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How Many Calories Should I Eat – Weight Science

MealPro , On June 20, 2016


How many calories should I eat? Seriously though, how much?

There are two fundamental principles to food consumption in ‘Nutritional Science’. The BMR Formula and The Harris Benedict Equation:

1. The BMR Formula is how many calories you would burn if you slept all day. It uses the variables of height, weight, age, and gender to calculate the Basal Metabolic Rate (BMR). This is more accurate than calculating calorie needs based on body weight alone. The only factor it omits is lean body mass and thus the ratio of muscle-to-fat a body has. Remember, leaner bodies need more calories than less lean ones. Therefore, this equation will be very accurate in all but the very muscular (will underestimate calorie needs) and the very fat (will over-estimate calorie needs). Women and men have two different formulas:

  • Women: BMR = 655 + (4.35 x weight in pounds) + (4.7 x height in inches) – (4.7 x age)
  • Men: BMR = 66 + (6.23 x weight in pounds ) + (12.7 x height in inches) – (6.8 x age)

2. The Harris Benedict Equation is a formula that uses your BMR and then applies an activity factor to determine your total daily energy expenditure (calories). The only factor omitted by the Harris Benedict Equation is lean body mass. Remember, leaner bodies need more calories than less lean ones. Therefore, this equation will be very accurate in all but the very muscular (will underestimate calorie needs) and the very fat (will over-estimate calorie needs). Here are the activity levels:

  • Little/no exercise: Calorie-Calculation = BMR x 1.2
  • Light exercise/sports 1-3 days/week: Calorie- Calculation = BMR x 1.375
  • Moderate exercise/sports 3-5 days/week: Calorie-Calculation = BMR x 1.55
  • Hard exercise/sports 6-7 days/week: Calorie-Calculation = BMR x 1.725
  • Very hard exercise/sports & physical job: Calorie-Calculation = BMR x 1.9

The Diet Analysis Calculator combines the BMR Formula and Harris Benedict Equation to find your calorie need. You can cross reference with the above formulas to make sure your number is correct. Give it a try:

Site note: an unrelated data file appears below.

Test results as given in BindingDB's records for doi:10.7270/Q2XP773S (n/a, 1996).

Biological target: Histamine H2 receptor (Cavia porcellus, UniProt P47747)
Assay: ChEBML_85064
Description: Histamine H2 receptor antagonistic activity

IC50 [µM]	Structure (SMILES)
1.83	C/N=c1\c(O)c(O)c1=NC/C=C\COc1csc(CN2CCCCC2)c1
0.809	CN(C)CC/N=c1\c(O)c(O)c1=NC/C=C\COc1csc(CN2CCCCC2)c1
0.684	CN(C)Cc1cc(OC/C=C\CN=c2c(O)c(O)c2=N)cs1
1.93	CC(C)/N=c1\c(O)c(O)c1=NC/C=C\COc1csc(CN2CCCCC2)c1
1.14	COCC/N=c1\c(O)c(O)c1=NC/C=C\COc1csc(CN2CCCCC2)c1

If you want to gain weight you need to consume more calories than you burn. One pound of body weight is roughly equivalent to 3500 calories, so eating an extra 500 calories per day will cause you to gain one pound a week.

For optimum health, if you increase your calories to gain weight then (health permitting) gradually increase your level of physical exercise in order to maintain or increase your lean body mass. The benefits of exercise on physical and mental health are well documented and shouldn’t be ignored.

If you want to lose weight you need to consume fewer calories than you burn. There are approximately 3500 calories in a pound of stored body fat. So, if you create a 3500-calorie deficit through diet, exercise or a combination of both, you will lose one pound of body weight. (On average 75% of this is fat, 25% lean tissue) If you create a 7000 calorie deficit you will lose two pounds and so on. The calorie deficit can be achieved either by calorie-restriction alone or by a combination of fewer calories in (diet) and more calories out (exercise). This combination of diet and exercise is best for lasting weight loss. Indeed, sustained weight loss is difficult or impossible without increased regular exercise. Cardiovascular exercise at 60% to 75% of your max heart rate is ideal target heart rate zone for weight loss, in this zone your body breaks down fat to use as energy.

If you want to lose fat, a useful guideline for lowering your calorie intake is to reduce your calories by at least 500, but not more than 1000 below your maintenance level. For people with only a small amount of weight to lose, 1000 calories will be too much of a deficit. As a guide to minimum calorie intake, the American College of Sports Medicine (ACSM) recommends that calorie levels never drop below 1200 calories per day for women or 1800 calories per day for men. Even these calorie levels are quite low.

An alternative way of calculating a safe minimum calorie-intake level is by reference to your body weight or current body weight. Reducing calories by 15-20% below your daily calorie maintenance needs is a useful start. You may increase this depending on your weight loss goals.

Nutrition Aspect:

So, how many calories should I eat?

Once you know your goal and understand the science, the next step is to get great nutrition. The challenge is many eateries do not align with your goal and grocery shopping can be a time costly endeavor. MealPro is the only nutrition company to factor in your BMR and Harris Benedict Equation when building your meal bundle. With minimal effort, you can have a meal delivered to your door that fit your needs. can greatly simplify the process.


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